Citrus harvest AU nutrano

Credit: Nutrano

Vietnam has become the first county to join the new Australian Agricultural Visa Programme after the two countries signed a memorandum of understanding (MoU).

The new visa programme has been offered to residents from countries in the Association of South-East Asian Nations (Asean). It was brought in to replace British backpackers who will no longer be required to complete farm work as part of their visa requirements due to the new UK-Australia FTA.

The news Vietnam signed the first bilateral MoU under the programme has been welcomed by the Australian horticultural industry, which is still facing labour shortages as a result of Covid-19.

Michael Rogers, chief executive of the Australian Fresh Produce Alliance, said the visa would complement existing initiatives to recruit Australians, and the Pacific Mobility programme.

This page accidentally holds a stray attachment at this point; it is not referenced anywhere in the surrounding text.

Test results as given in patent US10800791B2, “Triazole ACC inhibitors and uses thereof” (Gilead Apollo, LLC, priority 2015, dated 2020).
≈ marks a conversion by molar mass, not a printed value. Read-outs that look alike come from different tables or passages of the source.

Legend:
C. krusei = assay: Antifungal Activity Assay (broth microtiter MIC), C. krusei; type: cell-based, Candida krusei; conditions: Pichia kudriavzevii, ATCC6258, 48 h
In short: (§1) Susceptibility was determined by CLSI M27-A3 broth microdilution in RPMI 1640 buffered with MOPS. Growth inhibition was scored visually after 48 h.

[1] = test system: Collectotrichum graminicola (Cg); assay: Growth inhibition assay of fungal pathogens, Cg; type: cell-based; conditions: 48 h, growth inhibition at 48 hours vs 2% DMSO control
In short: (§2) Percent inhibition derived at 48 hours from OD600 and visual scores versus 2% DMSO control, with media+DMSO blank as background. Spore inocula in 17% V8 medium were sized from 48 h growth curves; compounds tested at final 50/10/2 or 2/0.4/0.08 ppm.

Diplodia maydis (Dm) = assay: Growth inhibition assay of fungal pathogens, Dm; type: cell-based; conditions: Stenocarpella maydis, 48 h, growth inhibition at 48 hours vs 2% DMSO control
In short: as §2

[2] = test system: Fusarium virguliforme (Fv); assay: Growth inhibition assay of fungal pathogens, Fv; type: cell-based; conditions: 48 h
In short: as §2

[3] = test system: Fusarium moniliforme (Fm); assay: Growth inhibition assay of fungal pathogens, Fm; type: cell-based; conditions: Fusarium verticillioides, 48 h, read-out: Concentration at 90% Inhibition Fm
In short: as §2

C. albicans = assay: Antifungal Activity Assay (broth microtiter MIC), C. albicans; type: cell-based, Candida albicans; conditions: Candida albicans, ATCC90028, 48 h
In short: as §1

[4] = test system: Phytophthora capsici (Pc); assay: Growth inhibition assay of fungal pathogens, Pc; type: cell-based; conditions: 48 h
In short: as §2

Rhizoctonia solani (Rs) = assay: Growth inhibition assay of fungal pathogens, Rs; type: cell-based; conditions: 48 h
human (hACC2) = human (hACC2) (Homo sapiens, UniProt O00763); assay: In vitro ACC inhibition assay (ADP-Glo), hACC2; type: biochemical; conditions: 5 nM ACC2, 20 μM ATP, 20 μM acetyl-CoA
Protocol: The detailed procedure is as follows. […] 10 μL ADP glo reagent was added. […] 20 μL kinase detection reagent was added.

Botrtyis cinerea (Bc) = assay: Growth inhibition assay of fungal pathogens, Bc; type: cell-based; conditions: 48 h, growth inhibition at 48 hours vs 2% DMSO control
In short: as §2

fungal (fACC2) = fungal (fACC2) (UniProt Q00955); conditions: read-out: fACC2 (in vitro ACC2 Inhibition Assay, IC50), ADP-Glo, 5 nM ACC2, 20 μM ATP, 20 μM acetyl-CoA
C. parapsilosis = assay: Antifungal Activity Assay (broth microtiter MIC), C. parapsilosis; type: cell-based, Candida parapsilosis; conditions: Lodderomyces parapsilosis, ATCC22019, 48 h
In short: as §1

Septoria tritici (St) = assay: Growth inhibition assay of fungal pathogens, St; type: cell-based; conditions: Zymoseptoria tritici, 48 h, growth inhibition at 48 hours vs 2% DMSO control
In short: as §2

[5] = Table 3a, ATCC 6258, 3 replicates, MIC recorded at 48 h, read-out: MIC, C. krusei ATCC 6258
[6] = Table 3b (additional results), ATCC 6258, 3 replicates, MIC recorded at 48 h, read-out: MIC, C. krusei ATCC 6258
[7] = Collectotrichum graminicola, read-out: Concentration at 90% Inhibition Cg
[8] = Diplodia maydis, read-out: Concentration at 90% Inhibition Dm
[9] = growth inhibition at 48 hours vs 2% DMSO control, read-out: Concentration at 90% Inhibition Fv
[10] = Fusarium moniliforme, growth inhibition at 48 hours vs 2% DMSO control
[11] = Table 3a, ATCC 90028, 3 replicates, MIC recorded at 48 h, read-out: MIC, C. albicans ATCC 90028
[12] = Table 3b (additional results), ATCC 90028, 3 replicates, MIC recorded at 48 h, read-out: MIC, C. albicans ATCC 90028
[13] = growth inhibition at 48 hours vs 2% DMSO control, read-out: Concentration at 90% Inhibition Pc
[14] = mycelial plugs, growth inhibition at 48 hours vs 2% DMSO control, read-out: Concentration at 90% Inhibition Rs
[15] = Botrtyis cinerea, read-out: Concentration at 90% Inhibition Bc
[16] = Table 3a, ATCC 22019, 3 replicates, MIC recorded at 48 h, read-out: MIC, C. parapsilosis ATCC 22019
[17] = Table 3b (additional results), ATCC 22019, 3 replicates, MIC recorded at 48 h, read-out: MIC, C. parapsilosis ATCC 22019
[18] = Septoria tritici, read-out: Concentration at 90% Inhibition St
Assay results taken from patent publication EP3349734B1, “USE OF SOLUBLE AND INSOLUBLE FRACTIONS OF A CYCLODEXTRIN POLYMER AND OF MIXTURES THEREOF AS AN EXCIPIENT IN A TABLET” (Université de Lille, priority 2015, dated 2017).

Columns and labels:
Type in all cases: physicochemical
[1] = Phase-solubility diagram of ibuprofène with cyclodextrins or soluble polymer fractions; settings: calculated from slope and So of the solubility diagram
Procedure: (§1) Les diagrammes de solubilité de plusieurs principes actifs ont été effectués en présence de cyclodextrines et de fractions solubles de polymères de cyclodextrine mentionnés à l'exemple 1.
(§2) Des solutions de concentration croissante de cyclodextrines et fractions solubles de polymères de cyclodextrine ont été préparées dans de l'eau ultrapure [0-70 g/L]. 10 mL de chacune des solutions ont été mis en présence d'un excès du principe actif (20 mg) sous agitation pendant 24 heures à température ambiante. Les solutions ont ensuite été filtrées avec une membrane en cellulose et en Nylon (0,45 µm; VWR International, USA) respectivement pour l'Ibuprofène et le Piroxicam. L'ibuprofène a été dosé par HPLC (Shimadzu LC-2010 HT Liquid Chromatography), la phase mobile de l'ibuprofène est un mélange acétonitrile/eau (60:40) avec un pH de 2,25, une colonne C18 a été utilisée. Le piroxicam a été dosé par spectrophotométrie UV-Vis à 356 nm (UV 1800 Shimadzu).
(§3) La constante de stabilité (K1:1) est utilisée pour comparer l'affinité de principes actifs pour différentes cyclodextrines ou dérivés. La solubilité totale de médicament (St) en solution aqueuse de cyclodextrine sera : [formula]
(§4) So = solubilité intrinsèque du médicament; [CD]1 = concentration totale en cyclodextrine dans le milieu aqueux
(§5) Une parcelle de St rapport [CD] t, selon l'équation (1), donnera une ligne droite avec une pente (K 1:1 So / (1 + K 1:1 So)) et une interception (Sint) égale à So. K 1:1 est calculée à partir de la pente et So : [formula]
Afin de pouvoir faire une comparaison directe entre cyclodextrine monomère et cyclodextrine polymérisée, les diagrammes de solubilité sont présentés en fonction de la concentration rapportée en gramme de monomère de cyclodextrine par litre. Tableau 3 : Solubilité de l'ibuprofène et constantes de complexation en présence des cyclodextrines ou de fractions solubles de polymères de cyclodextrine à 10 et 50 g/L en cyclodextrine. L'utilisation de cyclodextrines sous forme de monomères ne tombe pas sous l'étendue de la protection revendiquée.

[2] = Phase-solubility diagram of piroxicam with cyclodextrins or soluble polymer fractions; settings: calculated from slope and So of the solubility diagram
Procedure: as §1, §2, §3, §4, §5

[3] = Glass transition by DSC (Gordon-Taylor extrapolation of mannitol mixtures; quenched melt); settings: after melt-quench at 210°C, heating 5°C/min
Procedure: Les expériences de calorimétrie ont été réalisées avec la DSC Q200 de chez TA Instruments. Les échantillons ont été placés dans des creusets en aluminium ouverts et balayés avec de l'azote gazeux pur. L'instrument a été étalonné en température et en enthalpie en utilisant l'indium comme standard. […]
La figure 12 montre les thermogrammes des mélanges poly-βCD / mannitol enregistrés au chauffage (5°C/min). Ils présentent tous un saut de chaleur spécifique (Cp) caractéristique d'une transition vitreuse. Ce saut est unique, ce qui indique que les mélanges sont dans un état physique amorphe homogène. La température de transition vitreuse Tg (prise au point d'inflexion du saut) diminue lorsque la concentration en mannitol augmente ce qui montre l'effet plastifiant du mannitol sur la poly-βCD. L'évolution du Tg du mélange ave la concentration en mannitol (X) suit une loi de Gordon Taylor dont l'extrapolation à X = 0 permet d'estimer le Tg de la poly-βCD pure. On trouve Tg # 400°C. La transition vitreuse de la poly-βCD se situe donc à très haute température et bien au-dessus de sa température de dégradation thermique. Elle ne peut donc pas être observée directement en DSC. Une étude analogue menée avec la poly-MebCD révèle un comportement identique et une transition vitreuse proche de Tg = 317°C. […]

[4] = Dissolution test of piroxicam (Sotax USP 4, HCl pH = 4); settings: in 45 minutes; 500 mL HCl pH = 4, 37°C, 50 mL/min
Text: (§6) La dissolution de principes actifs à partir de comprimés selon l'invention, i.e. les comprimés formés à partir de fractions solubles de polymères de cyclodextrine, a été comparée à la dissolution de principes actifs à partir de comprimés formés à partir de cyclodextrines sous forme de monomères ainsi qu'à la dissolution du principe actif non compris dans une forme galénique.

“As some of the largest employers in the horticulture sector, AFPA members have been working towards developing a productive and returning harvest workforce. Workers from Vietnam participating in the ag visa programme will form an important part of this future workforce,” said Rogers.

“Importantly, the ag visa will be critical to both allowing the industry to develop a productive and returning workforce and restructuring the sector’s harvest workforce. We are very clear in how the ag visa fits within the horticulture industry’s employment options - that is specifically targeting seasonal harvest work peaks. This perfectly complements the ongoing employment of Australians, Pacific workers and other skilled migration pathways available.'

Ausveg chief executive Michael Coote said the visa was a long-term structural solution for the industry, allowing it access a more efficient and effective workforce, reducing its reliance on working holiday makers.

“It is a fantastic development to see that Vietnam has agreed to sign up to the ag visa. I thank the Australian and Vietnamese governments for this significant announcement, which is welcome news for the Australian vegetable and potato industry,” said Coote.

“This latest development demonstrates that the ag visa is progressing well and will be able to provide another avenue for Australian growers to access the workers that they need to plant, harvest and pack produce for local and international markets.”